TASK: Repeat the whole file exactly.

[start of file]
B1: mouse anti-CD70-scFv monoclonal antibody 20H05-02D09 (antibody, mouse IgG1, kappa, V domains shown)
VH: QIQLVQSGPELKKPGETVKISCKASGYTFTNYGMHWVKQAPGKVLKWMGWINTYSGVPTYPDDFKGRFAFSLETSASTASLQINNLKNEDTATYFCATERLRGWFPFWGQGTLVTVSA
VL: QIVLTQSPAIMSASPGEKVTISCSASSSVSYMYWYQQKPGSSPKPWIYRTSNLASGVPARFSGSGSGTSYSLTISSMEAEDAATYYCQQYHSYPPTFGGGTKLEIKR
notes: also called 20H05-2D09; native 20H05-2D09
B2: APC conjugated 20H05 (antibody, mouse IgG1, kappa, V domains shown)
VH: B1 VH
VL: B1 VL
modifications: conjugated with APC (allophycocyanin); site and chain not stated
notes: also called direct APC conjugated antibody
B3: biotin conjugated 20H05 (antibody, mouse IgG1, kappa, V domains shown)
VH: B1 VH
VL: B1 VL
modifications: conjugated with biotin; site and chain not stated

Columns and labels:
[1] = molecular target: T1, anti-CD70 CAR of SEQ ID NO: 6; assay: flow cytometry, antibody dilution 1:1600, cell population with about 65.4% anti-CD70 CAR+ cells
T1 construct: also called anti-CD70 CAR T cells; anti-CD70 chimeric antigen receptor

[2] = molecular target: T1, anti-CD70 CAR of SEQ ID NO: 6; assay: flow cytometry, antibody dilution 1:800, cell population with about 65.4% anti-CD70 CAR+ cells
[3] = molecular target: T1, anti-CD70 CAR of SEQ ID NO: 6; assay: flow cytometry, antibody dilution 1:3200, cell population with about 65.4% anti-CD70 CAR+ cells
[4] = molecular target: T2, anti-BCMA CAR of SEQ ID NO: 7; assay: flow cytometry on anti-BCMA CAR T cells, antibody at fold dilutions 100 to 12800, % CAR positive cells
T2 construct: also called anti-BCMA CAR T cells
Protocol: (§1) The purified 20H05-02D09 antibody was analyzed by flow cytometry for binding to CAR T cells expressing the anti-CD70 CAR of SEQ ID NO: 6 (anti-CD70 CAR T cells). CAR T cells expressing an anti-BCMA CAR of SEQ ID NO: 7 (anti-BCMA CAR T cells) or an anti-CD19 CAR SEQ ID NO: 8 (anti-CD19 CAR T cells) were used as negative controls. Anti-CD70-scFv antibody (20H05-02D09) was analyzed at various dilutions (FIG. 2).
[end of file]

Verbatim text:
B1: mouse anti-CD70-scFv monoclonal antibody 20H05-02D09 (antibody, mouse IgG1, kappa, V domains shown)
VH: QIQLVQSGPELKKPGETVKISCKASGYTFTNYGMHWVKQAPGKVLKWMGWINTYSGVPTYPDDFKGRFAFSLETSASTASLQINNLKNEDTATYFCATERLRGWFPFWGQGTLVTVSA
VL: QIVLTQSPAIMSASPGEKVTISCSASSSVSYMYWYQQKPGSSPKPWIYRTSNLASGVPARFSGSGSGTSYSLTISSMEAEDAATYYCQQYHSYPPTFGGGTKLEIKR
notes: also called 20H05-2D09; native 20H05-2D09
B2: APC conjugated 20H05 (antibody, mouse IgG1, kappa, V domains shown)
VH: B1 VH
VL: B1 VL
modifications: conjugated with APC (allophycocyanin); site and chain not stated
notes: also called direct APC conjugated antibody
B3: biotin conjugated 20H05 (antibody, mouse IgG1, kappa, V domains shown)
VH: B1 VH
VL: B1 VL
modifications: conjugated with biotin; site and chain not stated

Columns and labels:
[1] = molecular target: T1, anti-CD70 CAR of SEQ ID NO: 6; assay: flow cytometry, antibody dilution 1:1600, cell population with about 65.4% anti-CD70 CAR+ cells
T1 construct: also called anti-CD70 CAR T cells; anti-CD70 chimeric antigen receptor

[2] = molecular target: T1, anti-CD70 CAR of SEQ ID NO: 6; assay: flow cytometry, antibody dilution 1:800, cell population with about 65.4% anti-CD70 CAR+ cells
[3] = molecular target: T1, anti-CD70 CAR of SEQ ID NO: 6; assay: flow cytometry, antibody dilution 1:3200, cell population with about 65.4% anti-CD70 CAR+ cells
[4] = molecular target: T2, anti-BCMA CAR of SEQ ID NO: 7; assay: flow cytometry on anti-BCMA CAR T cells, antibody at fold dilutions 100 to 12800, % CAR positive cells
T2 construct: also called anti-BCMA CAR T cells
Protocol: (§1) The purified 20H05-02D09 antibody was analyzed by flow cytometry for binding to CAR T cells expressing the anti-CD70 CAR of SEQ ID NO: 6 (anti-CD70 CAR T cells). CAR T cells expressing an anti-BCMA CAR of SEQ ID NO: 7 (anti-BCMA CAR T cells) or an anti-CD19 CAR SEQ ID NO: 8 (anti-CD19 CAR T cells) were used as negative controls. Anti-CD70-scFv antibody (20H05-02D09) was analyzed at various dilutions (FIG. 2).